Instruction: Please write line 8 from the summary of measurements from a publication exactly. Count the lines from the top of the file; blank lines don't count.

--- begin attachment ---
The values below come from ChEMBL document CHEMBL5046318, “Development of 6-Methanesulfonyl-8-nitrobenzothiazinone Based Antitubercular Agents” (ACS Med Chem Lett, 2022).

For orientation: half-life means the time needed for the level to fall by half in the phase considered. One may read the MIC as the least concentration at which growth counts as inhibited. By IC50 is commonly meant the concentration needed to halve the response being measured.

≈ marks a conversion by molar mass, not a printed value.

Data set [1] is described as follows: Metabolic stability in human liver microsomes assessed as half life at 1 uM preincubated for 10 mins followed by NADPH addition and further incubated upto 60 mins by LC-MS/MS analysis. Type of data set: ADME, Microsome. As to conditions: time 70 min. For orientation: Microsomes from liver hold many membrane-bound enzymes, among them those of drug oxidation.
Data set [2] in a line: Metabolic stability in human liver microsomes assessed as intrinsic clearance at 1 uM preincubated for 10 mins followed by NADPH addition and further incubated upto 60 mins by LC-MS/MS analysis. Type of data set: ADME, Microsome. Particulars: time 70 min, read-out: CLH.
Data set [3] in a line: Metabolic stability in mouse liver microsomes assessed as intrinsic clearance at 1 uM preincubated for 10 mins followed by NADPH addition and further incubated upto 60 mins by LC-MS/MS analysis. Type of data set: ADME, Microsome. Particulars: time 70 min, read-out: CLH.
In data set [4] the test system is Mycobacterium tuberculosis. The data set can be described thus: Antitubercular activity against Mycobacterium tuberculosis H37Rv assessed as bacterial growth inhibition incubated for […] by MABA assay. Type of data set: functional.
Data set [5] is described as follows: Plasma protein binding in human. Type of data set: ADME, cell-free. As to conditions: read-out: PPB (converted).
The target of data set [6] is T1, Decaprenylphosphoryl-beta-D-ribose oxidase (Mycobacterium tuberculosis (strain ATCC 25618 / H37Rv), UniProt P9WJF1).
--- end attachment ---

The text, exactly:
Data set [5] is described as follows: Plasma protein binding in human. Type of data set: ADME, cell-free. As to conditions: read-out: PPB (converted).